2. Where all charges of negligence against the defendant were deleted from the petition by the sustaining of demurrers thereto, and the time allowed for amending to meet the defect had expired, the petition was subject to the general demurrer and overruling it was error.
Sandy Pushay's widow brought suit against Georgia Ports Authority to recover the full value of his life, alleging in Paragraph 6 that while her husband worked as a flagman on a barge in the Savannah River, owned by the Willis Company, an employee of the Ports Authority operating a crane in loading materials on the barge caused the boom of the crane to strike her husband and knock him into the hold of the barge, injuring him fatally. In Paragraph 7 the defendant was alleged to have been negligent in failing to keep a proper lookout for plaintiff's husband, in not having proper care and control of the crane, in negligently allowing the crane to knock him from his feet into the hold of the barge and in killing him. Special demurrers were filed to Paragraphs 6 and 7 of the petition (the only paragraphs in which any reference was made to the injuring of plaintiff's husband or of negligence in so doing) and these were sustained by order of the court February 17, 1967, with leave to amend by March 9, 1967. Plaintiff failed to amend by March 9, but on March 23 tendered an amendment which, if allowed, would meet the special demurrers. The amendment was allowed over objection that it came too late, and defendant insisted that its general demurrer be sustained and the petition dismissed.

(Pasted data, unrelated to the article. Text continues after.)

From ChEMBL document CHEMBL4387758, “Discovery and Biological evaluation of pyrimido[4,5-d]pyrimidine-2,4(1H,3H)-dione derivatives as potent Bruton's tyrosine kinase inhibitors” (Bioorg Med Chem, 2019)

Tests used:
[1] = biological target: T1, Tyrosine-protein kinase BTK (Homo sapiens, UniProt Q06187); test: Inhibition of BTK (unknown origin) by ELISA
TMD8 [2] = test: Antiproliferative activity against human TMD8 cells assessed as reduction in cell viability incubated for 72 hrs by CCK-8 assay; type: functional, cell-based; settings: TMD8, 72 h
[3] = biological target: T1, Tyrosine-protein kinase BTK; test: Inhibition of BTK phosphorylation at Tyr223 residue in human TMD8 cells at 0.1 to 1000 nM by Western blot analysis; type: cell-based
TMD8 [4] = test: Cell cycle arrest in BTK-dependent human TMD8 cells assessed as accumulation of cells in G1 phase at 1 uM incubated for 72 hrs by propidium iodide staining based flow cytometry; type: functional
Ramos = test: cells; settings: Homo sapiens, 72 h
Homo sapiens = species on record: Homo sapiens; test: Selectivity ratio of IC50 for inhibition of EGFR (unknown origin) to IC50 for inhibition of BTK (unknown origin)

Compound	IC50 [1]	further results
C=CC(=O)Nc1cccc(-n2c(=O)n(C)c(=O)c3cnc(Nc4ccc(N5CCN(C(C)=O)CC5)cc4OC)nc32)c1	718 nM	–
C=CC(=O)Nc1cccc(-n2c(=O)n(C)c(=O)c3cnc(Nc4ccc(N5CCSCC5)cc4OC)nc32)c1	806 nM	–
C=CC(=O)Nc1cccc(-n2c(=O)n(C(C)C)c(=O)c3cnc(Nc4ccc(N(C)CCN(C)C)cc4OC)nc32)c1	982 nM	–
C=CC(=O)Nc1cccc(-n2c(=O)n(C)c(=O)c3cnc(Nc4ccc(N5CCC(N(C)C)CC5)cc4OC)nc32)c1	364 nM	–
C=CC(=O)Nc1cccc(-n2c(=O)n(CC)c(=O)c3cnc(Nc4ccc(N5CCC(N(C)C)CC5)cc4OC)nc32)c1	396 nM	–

The order sustaining the special demurrers and fixing the time within which to amend was entered during the December term of Chatham Superior Court, but the time for amending extended into the March term and, of course, the order allowing the amendment and overruling the general demurrer was made during the March term. There was no order extending the time for amending.
1. Error is enumerated on the allowance of the amendment at a time beyond that specified in the order sustaining the demurrers within which an amendment could or should be offered to the petition for meeting the ruling. This court found itself unable to arrive at a satisfactory answer to the question as to whether the court had the right or power to allow the amendment beyond the time allowed, no seasonable extending order having been obtained, due to apparent conflicts in many of the decisions of both courts 1
and the question was certified to the Supreme Court. It has answered that in these circumstances the court was without power or authority to allow the amendment. Georgia Ports Authority v. Pushay, 223 Ga. 616
(---- SE2d ----). Consequently we hold that allowance of the amendment was error.
2. Since the allowance of the amendment was error, it must follow that with the petition stripped of any charge of negligence against the defendant, it was likewise error to overrule the general demurrer.